On the mornings of 25 January and 26 January 2017, White House Press Secretary Sean Spicer’s official Twitter account posted a series of numbers and letters that some viewers thought might be his password. The post was deleted, but not before multiple users captured screen shots of it
— Gizmodo (@Gizmodo) January 26, 2017
It was unclear what Spicer tweeted out, whether it was a password or something else. The cryptic tweets spawned jokes that he was actually signaling for help or making the nuclear launch codes public:
*Sean Spicer wakes up, checks to-do list* “Ah number 1, DM the nuclear launch codes to POTUS…. and done….. OH NO! HOW DO I DELETE?!” — Guy Tweet Haver (@thetweethaver) January 26, 2017
Spicer didn’t follow up to clarify what he tweeted or address the possibility the unusual post was the result of a simple mishap such as a pocket dial.
A Word to Our Loyal Readers
Support Snopes and make a difference for readers everywhere.
- David Mikkelson
- Doreen Marchionni
- David Emery
- Bond Huberman
- Jordan Liles
- Alex Kasprak
- Dan Evon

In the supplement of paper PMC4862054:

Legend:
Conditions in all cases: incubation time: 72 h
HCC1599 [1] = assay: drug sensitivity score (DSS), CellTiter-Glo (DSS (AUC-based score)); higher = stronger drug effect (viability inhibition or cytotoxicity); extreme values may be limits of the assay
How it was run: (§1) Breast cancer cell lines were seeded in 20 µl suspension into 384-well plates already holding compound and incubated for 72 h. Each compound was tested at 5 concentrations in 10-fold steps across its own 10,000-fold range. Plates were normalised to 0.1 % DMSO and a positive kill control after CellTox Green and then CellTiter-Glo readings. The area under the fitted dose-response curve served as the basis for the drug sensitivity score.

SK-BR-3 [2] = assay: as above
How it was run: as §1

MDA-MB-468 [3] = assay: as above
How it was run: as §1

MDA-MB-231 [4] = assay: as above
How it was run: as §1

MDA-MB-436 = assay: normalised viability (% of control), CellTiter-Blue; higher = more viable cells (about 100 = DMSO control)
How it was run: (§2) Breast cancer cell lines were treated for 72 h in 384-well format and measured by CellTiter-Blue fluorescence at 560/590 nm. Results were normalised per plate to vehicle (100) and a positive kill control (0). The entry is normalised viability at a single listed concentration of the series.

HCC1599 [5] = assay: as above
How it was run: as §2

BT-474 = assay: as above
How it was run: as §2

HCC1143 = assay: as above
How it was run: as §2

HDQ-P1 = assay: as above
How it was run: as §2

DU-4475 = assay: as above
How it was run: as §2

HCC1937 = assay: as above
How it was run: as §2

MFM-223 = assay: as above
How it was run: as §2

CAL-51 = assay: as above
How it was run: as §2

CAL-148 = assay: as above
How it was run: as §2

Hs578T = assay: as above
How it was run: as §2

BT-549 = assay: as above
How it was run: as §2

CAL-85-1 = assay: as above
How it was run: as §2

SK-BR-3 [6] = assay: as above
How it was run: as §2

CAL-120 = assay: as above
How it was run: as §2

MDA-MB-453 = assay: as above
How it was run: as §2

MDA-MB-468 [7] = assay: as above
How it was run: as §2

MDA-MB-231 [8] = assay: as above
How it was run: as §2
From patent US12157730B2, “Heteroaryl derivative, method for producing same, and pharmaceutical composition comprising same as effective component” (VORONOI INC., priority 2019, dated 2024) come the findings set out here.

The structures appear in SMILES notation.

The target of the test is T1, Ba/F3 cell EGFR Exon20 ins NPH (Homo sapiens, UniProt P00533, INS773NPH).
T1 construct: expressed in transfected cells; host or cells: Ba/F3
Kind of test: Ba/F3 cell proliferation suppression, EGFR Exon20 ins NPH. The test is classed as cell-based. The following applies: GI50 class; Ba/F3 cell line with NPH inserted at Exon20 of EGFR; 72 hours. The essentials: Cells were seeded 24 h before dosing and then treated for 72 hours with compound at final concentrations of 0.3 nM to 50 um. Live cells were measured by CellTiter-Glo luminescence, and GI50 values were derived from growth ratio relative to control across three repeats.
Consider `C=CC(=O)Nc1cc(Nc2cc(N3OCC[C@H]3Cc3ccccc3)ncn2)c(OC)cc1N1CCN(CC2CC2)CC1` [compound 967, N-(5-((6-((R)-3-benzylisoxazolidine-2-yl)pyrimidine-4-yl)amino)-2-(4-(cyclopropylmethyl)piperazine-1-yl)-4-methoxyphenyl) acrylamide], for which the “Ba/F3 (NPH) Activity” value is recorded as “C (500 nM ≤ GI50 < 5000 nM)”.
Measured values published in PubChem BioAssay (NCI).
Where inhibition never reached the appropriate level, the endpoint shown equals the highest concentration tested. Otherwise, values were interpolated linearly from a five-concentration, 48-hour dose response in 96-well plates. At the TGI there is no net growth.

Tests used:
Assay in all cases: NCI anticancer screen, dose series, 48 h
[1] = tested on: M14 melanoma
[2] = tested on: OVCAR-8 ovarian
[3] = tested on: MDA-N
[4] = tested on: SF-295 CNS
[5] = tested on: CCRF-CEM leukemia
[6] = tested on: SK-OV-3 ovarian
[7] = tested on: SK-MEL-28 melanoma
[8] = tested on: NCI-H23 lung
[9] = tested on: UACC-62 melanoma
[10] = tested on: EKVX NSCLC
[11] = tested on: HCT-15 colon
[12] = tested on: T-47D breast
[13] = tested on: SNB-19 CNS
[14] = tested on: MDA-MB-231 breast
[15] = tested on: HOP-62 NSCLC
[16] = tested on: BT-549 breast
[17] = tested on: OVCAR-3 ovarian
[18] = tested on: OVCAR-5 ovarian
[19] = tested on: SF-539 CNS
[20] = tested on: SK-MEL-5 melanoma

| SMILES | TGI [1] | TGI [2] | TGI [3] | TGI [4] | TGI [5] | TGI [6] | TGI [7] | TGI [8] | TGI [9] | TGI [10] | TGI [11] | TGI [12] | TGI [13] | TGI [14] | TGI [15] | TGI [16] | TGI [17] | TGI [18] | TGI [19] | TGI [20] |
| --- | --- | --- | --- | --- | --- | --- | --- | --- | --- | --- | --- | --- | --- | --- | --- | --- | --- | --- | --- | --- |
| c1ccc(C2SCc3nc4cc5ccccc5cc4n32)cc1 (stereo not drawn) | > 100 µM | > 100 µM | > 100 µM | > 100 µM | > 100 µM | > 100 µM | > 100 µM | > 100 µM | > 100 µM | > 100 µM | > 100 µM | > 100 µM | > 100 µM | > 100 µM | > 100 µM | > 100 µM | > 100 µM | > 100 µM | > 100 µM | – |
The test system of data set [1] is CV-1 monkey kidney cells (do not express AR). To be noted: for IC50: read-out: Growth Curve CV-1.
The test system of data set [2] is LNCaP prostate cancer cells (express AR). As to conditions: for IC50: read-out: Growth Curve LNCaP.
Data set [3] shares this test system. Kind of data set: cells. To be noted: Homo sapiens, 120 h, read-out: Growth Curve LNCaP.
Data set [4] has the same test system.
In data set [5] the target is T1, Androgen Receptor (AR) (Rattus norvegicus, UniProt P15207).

- Dan MacGuill
- Bethania Palma
- Liz Donaldson
- Vinny Green
- Ryan Miller
- Chris Reilly
- Chad Ort
Most Snopes assignments begin when readers ask us, “Is this true?” Those tips launch our fact-checkers on sprints across a vast range of political, scientific, legal, historical, and visual information. We investigate as thoroughly and quickly as possible and relay what we learn. Then another question arrives, and the race starts again.
We do this work every day at no cost to you, but it is far from free to produce, and we cannot afford to slow down. To ensure Snopes endures — and grows to serve more readers — we need a different kind of tip: We need your financial support.
Support Snopes so we continue to pursue the facts — for you and anyone searching for answers.